Some things need to rely on a recurring thingie in the financials or an appointment in the calendar. Really important stuff is monitored by say Icinga (OpenNMS, Zabbix and Nagios also exist)
https://exchange.nagios.org/directory/Plugins/Internet-Domains-and-WHOIS/check_domain/details is a simple plugin for Icinga and Nagios or write your own. Whilst you are at it why not monitor your SSL certs as well (the stock Monitoring Plugins SSL check will do that)?
If you are really cash strapped and can't afford an open source monitoring system then why not use some sort of calendar or a cron job (Scheduled task for the weird)
This happens every day I would imagine; infact it occured with ony of my clients this week. They registered their domain long before they hired my company. They had a bad experience with a freelancer previously and I guess had some caution with using a small business. I offered to host for them as well as designing and building a new website, but they went with a well known hosting company instead. The domain expired and none of my contacts in the company knew who the domain owner was. Turned out it was the in the name of one of the company director's wife. It was still in the redemption period, unlike Marketo's, and they were able to promptly renew it and everything was back on again.
I would imagine this is common place, perhaps even in big startups. They all start small, without any IT management in place, and probably everybody assumes that someone else has it sorted, and no-one double checks these sorts of things. For such a vital asset to any online business it does beggar belief that it doesn't carry more weight in terms of importance. Hopefully incidents like these give everyone a slap on the face and they can make sure they have their own houses in order.
Personally I prefer not to have auto renew on. I would rather keep track of my own domains, and then manually renew them, selecting the payment method I want to use at the time. This will usually also trigger an invoice to a client (a lot of hosting is renewed at the same time).
NetSol is a problem trying to look like a solution. When they were the only registrar I could find, I used them. As soon as I learned about Joker I switched, even though it meant sending a fax from the US to Dusseldorf, because it was still cheaper and a far better experience.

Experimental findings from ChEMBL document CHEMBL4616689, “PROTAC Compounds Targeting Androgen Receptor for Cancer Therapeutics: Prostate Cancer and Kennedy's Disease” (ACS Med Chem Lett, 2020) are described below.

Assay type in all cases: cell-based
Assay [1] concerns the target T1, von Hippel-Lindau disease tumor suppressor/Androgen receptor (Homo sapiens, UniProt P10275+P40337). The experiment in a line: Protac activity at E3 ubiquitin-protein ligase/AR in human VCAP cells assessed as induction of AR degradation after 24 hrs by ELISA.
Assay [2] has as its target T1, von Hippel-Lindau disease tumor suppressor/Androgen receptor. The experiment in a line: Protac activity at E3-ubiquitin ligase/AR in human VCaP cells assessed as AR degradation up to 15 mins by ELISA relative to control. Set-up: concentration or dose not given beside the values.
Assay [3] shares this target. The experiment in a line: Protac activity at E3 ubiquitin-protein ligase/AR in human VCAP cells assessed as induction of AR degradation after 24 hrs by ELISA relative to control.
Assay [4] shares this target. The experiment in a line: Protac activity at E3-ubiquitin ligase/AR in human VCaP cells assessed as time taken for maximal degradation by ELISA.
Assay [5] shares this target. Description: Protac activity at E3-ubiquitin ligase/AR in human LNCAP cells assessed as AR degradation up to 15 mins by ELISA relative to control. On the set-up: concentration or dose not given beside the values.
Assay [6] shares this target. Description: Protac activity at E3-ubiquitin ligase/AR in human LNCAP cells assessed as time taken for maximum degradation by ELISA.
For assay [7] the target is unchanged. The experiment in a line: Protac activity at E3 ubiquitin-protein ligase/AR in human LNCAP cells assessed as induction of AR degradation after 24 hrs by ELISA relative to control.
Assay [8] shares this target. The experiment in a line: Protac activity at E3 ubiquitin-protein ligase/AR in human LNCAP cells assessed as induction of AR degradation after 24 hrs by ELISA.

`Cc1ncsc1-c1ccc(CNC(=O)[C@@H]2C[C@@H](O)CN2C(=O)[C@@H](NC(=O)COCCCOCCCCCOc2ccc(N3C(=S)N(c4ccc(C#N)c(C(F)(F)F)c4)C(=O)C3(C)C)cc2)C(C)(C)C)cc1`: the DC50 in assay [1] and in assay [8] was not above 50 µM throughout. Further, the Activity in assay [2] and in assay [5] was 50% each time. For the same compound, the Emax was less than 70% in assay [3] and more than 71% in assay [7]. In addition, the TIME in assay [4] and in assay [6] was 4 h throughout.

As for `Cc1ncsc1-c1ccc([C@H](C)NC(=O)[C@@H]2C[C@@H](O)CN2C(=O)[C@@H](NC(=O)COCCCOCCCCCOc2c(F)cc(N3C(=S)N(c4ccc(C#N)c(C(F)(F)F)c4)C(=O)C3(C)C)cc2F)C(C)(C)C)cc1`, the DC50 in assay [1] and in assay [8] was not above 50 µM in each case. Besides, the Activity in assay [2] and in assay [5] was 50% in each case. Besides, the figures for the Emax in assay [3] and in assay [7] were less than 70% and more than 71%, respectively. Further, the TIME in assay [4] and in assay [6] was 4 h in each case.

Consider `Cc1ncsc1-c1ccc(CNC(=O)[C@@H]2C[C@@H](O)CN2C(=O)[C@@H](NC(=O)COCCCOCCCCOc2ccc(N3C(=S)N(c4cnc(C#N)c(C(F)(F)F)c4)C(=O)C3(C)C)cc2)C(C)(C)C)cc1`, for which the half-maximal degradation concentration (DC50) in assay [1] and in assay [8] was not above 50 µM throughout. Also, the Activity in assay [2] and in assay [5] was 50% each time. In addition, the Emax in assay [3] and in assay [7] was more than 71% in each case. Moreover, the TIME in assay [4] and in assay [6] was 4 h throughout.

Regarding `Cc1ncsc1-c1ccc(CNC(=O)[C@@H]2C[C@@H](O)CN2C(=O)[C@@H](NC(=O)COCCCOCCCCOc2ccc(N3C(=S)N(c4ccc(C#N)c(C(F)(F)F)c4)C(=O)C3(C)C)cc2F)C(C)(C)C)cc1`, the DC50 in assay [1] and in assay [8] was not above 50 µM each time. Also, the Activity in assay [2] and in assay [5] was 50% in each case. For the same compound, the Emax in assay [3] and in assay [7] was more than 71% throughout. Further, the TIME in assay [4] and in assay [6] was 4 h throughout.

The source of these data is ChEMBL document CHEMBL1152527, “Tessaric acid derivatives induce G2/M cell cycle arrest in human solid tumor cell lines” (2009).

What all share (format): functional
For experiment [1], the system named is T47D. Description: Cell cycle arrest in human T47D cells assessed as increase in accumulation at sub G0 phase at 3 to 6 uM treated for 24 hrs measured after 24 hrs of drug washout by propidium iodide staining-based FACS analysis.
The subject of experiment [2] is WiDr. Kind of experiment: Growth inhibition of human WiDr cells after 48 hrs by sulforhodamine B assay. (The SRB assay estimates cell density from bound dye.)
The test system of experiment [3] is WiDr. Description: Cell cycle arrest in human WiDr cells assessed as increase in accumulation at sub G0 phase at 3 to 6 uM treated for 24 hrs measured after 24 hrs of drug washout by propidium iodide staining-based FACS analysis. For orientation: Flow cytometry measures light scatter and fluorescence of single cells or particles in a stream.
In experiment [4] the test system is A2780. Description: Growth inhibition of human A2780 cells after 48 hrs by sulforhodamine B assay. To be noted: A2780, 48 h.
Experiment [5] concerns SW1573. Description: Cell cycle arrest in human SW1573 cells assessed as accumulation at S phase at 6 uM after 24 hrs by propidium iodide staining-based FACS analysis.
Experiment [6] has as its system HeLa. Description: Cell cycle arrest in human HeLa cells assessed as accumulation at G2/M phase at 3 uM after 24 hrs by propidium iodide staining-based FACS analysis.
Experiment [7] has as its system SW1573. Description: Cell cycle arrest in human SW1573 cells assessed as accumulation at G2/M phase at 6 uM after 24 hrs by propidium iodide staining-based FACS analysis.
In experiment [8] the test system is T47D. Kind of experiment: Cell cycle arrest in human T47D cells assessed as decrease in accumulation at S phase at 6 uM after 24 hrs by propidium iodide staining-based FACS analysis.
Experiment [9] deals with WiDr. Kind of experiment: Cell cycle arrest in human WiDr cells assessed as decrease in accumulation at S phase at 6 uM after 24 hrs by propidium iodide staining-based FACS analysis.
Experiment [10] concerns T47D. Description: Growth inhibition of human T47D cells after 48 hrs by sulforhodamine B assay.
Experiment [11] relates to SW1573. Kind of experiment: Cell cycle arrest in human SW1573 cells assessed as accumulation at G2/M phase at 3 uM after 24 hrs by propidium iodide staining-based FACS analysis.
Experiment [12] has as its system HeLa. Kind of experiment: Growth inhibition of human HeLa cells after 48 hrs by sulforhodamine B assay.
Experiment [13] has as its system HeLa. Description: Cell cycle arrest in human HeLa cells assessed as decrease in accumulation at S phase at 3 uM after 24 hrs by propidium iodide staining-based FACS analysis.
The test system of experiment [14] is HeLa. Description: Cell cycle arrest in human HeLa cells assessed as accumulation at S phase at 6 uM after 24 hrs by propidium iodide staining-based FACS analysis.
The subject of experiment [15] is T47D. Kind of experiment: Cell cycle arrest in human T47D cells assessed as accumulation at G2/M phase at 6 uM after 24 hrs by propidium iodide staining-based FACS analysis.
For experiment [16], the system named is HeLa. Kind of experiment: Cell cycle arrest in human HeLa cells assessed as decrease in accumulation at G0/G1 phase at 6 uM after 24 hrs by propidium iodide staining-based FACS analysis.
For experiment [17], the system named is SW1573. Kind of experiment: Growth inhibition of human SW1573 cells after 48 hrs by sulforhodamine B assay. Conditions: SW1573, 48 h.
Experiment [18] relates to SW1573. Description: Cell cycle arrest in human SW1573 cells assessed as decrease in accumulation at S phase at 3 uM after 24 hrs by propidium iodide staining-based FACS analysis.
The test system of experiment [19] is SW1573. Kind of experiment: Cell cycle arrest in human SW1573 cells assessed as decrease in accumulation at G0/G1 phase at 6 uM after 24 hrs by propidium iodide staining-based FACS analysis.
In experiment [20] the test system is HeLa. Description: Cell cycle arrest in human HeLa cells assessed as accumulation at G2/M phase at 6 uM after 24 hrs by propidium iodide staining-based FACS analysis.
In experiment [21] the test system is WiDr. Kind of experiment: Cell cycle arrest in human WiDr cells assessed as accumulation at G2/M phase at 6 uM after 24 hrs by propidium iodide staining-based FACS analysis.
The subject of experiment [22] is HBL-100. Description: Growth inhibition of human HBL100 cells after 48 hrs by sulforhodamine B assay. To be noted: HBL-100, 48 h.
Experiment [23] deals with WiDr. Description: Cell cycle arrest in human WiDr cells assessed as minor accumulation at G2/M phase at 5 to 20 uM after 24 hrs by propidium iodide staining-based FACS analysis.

Every time I encounter someone using NetSol, I have pity for them. That Marketo uses them says things. None of them complimentary.
Hover includes an anon layer free, so no more fake renewal letters in the mail. While I do check in during the renewal process, it has always worked. It's almost too easy.
I agree that Marketo's specific inclusion of the words "someone who left Marketo" points towards missed emails/communication issues after the renewal didn't go ahead.
However I have no love for registrars either, after a horrible problem I had with 123-reg/webfusion a few years back. My domain was fully renewed through the registrar, with ~2 years until expiry. However I noticed one day that the domain had been moved to "pendingdelete" status. Support was dire and I had to dig around online to find the email address of someone high up in the management team before I got any traction.
Once the domain dropped it got immediately snapped up and passed around for a couple of days (potentially they used a drop catcher service?) before eventually ending up back with my registrar, and ultimately in my control. I never received the promised explanation of what went wrong. Needless to say my trust was shaken and I now have a script that monitors the status of my domains through their whois data.
The person who set it up originally is no longer with the company, and e-mail setups probably changed so that the e-mail that used to go to the person or group responsible now goes to the void. Marketo screwed themselves just by standard "eliminate position" -- institutional knowledge went by the wayside.
I do everything I'm supposed to but still both 123reg and nominet manage to screw up on a regular basis.
Some personal examples:
At 123REG I'd paid a batch of renewals (turned off auto renewal at the time to stop them renewing some that were intended to expire, the 123reg interface has improved a bit since then but they still take payment way ahead of due date).